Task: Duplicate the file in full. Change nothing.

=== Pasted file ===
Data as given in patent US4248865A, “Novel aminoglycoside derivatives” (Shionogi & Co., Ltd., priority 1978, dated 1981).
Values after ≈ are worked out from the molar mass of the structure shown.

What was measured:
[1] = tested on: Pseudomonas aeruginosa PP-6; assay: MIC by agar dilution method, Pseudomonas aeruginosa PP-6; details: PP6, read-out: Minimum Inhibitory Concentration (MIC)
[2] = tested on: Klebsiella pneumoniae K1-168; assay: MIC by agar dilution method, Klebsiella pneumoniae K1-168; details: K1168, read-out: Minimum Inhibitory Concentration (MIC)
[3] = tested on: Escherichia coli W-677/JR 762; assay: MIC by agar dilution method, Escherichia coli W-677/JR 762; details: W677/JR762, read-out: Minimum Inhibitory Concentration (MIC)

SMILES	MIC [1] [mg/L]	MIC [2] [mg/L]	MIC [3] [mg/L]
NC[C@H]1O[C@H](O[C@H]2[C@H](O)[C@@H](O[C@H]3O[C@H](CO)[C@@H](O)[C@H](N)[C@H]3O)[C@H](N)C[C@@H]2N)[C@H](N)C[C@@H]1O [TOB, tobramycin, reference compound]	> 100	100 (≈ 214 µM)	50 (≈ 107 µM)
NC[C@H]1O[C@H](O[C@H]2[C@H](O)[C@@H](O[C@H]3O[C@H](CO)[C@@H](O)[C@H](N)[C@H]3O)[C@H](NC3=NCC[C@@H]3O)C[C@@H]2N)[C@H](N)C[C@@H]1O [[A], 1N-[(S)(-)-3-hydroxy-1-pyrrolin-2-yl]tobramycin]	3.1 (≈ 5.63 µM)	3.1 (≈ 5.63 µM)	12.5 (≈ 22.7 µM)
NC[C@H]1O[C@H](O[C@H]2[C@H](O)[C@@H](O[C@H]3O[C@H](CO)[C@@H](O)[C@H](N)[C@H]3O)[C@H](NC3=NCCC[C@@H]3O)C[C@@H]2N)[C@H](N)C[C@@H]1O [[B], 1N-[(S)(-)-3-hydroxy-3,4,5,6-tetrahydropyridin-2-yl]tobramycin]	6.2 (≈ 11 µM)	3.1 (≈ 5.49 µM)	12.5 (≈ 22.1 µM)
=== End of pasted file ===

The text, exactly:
Data as given in patent US4248865A, “Novel aminoglycoside derivatives” (Shionogi & Co., Ltd., priority 1978, dated 1981).
Values after ≈ are worked out from the molar mass of the structure shown.

What was measured:
[1] = tested on: Pseudomonas aeruginosa PP-6; assay: MIC by agar dilution method, Pseudomonas aeruginosa PP-6; details: PP6, read-out: Minimum Inhibitory Concentration (MIC)
[2] = tested on: Klebsiella pneumoniae K1-168; assay: MIC by agar dilution method, Klebsiella pneumoniae K1-168; details: K1168, read-out: Minimum Inhibitory Concentration (MIC)
[3] = tested on: Escherichia coli W-677/JR 762; assay: MIC by agar dilution method, Escherichia coli W-677/JR 762; details: W677/JR762, read-out: Minimum Inhibitory Concentration (MIC)

SMILES	MIC [1] [mg/L]	MIC [2] [mg/L]	MIC [3] [mg/L]
NC[C@H]1O[C@H](O[C@H]2[C@H](O)[C@@H](O[C@H]3O[C@H](CO)[C@@H](O)[C@H](N)[C@H]3O)[C@H](N)C[C@@H]2N)[C@H](N)C[C@@H]1O [TOB, tobramycin, reference compound]	> 100	100 (≈ 214 µM)	50 (≈ 107 µM)
NC[C@H]1O[C@H](O[C@H]2[C@H](O)[C@@H](O[C@H]3O[C@H](CO)[C@@H](O)[C@H](N)[C@H]3O)[C@H](NC3=NCC[C@@H]3O)C[C@@H]2N)[C@H](N)C[C@@H]1O [[A], 1N-[(S)(-)-3-hydroxy-1-pyrrolin-2-yl]tobramycin]	3.1 (≈ 5.63 µM)	3.1 (≈ 5.63 µM)	12.5 (≈ 22.7 µM)
NC[C@H]1O[C@H](O[C@H]2[C@H](O)[C@@H](O[C@H]3O[C@H](CO)[C@@H](O)[C@H](N)[C@H]3O)[C@H](NC3=NCCC[C@@H]3O)C[C@@H]2N)[C@H](N)C[C@@H]1O [[B], 1N-[(S)(-)-3-hydroxy-3,4,5,6-tetrahydropyridin-2-yl]tobramycin]	6.2 (≈ 11 µM)	3.1 (≈ 5.49 µM)	12.5 (≈ 22.1 µM)